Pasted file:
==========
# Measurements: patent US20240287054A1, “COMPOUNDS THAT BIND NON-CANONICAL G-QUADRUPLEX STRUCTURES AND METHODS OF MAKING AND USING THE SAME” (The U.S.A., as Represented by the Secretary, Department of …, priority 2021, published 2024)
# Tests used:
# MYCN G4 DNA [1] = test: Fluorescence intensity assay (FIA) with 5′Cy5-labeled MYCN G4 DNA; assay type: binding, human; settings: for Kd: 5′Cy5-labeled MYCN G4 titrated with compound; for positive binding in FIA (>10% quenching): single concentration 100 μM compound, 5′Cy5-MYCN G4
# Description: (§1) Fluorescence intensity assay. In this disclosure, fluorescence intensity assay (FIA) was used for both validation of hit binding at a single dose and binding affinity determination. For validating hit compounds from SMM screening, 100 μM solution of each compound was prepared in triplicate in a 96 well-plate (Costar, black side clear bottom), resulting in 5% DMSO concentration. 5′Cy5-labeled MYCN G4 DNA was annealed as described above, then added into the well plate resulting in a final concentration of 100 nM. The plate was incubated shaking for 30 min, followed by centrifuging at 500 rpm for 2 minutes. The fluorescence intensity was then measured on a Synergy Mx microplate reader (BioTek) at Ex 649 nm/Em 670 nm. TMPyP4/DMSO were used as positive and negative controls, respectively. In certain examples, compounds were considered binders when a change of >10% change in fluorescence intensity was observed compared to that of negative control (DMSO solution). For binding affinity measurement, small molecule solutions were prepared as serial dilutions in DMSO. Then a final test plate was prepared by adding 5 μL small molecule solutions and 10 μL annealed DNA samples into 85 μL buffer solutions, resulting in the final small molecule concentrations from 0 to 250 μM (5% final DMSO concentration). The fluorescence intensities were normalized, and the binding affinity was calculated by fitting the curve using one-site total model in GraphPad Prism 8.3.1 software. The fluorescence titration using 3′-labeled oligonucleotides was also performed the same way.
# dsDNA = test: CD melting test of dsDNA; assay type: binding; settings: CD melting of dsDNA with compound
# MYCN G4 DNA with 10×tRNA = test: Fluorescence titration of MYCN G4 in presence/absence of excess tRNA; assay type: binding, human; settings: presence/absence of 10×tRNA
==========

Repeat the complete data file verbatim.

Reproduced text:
# Measurements: patent US20240287054A1, “COMPOUNDS THAT BIND NON-CANONICAL G-QUADRUPLEX STRUCTURES AND METHODS OF MAKING AND USING THE SAME” (The U.S.A., as Represented by the Secretary, Department of …, priority 2021, published 2024)
# Tests used:
# MYCN G4 DNA [1] = test: Fluorescence intensity assay (FIA) with 5′Cy5-labeled MYCN G4 DNA; assay type: binding, human; settings: for Kd: 5′Cy5-labeled MYCN G4 titrated with compound; for positive binding in FIA (>10% quenching): single concentration 100 μM compound, 5′Cy5-MYCN G4
# Description: (§1) Fluorescence intensity assay. In this disclosure, fluorescence intensity assay (FIA) was used for both validation of hit binding at a single dose and binding affinity determination. For validating hit compounds from SMM screening, 100 μM solution of each compound was prepared in triplicate in a 96 well-plate (Costar, black side clear bottom), resulting in 5% DMSO concentration. 5′Cy5-labeled MYCN G4 DNA was annealed as described above, then added into the well plate resulting in a final concentration of 100 nM. The plate was incubated shaking for 30 min, followed by centrifuging at 500 rpm for 2 minutes. The fluorescence intensity was then measured on a Synergy Mx microplate reader (BioTek) at Ex 649 nm/Em 670 nm. TMPyP4/DMSO were used as positive and negative controls, respectively. In certain examples, compounds were considered binders when a change of >10% change in fluorescence intensity was observed compared to that of negative control (DMSO solution). For binding affinity measurement, small molecule solutions were prepared as serial dilutions in DMSO. Then a final test plate was prepared by adding 5 μL small molecule solutions and 10 μL annealed DNA samples into 85 μL buffer solutions, resulting in the final small molecule concentrations from 0 to 250 μM (5% final DMSO concentration). The fluorescence intensities were normalized, and the binding affinity was calculated by fitting the curve using one-site total model in GraphPad Prism 8.3.1 software. The fluorescence titration using 3′-labeled oligonucleotides was also performed the same way.
# dsDNA = test: CD melting test of dsDNA; assay type: binding; settings: CD melting of dsDNA with compound
# MYCN G4 DNA with 10×tRNA = test: Fluorescence titration of MYCN G4 in presence/absence of excess tRNA; assay type: binding, human; settings: presence/absence of 10×tRNA